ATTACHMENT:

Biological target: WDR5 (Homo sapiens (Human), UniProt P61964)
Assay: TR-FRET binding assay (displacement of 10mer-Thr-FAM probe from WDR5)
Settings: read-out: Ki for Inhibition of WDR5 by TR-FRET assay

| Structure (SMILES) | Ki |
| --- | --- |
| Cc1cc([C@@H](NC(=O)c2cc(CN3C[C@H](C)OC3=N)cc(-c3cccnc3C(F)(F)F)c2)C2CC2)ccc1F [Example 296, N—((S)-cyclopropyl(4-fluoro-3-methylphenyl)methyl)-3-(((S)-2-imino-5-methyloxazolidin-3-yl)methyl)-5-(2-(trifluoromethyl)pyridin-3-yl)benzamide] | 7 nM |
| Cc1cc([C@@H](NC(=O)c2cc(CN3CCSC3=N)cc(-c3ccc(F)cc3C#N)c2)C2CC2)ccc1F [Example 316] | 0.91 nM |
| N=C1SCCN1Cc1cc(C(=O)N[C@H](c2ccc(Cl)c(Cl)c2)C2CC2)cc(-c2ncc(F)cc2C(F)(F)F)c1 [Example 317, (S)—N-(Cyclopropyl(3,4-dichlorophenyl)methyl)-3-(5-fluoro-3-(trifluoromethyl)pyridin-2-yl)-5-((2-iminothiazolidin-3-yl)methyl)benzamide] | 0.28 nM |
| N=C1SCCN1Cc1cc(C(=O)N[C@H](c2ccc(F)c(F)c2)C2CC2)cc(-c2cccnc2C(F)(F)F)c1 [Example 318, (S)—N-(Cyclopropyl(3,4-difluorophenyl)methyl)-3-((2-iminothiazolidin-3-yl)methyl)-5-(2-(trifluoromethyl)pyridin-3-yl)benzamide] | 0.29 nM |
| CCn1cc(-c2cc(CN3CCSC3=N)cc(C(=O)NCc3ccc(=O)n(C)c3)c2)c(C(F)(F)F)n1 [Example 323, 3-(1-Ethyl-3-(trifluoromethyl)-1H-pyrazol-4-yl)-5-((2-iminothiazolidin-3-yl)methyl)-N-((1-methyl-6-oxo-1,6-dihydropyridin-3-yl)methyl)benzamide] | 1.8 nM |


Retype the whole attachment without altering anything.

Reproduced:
Biological target: WDR5 (Homo sapiens (Human), UniProt P61964)
Assay: TR-FRET binding assay (displacement of 10mer-Thr-FAM probe from WDR5)
Settings: read-out: Ki for Inhibition of WDR5 by TR-FRET assay

| Structure (SMILES) | Ki |
| --- | --- |
| Cc1cc([C@@H](NC(=O)c2cc(CN3C[C@H](C)OC3=N)cc(-c3cccnc3C(F)(F)F)c2)C2CC2)ccc1F [Example 296, N—((S)-cyclopropyl(4-fluoro-3-methylphenyl)methyl)-3-(((S)-2-imino-5-methyloxazolidin-3-yl)methyl)-5-(2-(trifluoromethyl)pyridin-3-yl)benzamide] | 7 nM |
| Cc1cc([C@@H](NC(=O)c2cc(CN3CCSC3=N)cc(-c3ccc(F)cc3C#N)c2)C2CC2)ccc1F [Example 316] | 0.91 nM |
| N=C1SCCN1Cc1cc(C(=O)N[C@H](c2ccc(Cl)c(Cl)c2)C2CC2)cc(-c2ncc(F)cc2C(F)(F)F)c1 [Example 317, (S)—N-(Cyclopropyl(3,4-dichlorophenyl)methyl)-3-(5-fluoro-3-(trifluoromethyl)pyridin-2-yl)-5-((2-iminothiazolidin-3-yl)methyl)benzamide] | 0.28 nM |
| N=C1SCCN1Cc1cc(C(=O)N[C@H](c2ccc(F)c(F)c2)C2CC2)cc(-c2cccnc2C(F)(F)F)c1 [Example 318, (S)—N-(Cyclopropyl(3,4-difluorophenyl)methyl)-3-((2-iminothiazolidin-3-yl)methyl)-5-(2-(trifluoromethyl)pyridin-3-yl)benzamide] | 0.29 nM |
| CCn1cc(-c2cc(CN3CCSC3=N)cc(C(=O)NCc3ccc(=O)n(C)c3)c2)c(C(F)(F)F)n1 [Example 323, 3-(1-Ethyl-3-(trifluoromethyl)-1H-pyrazol-4-yl)-5-((2-iminothiazolidin-3-yl)methyl)-N-((1-methyl-6-oxo-1,6-dihydropyridin-3-yl)methyl)benzamide] | 1.8 nM |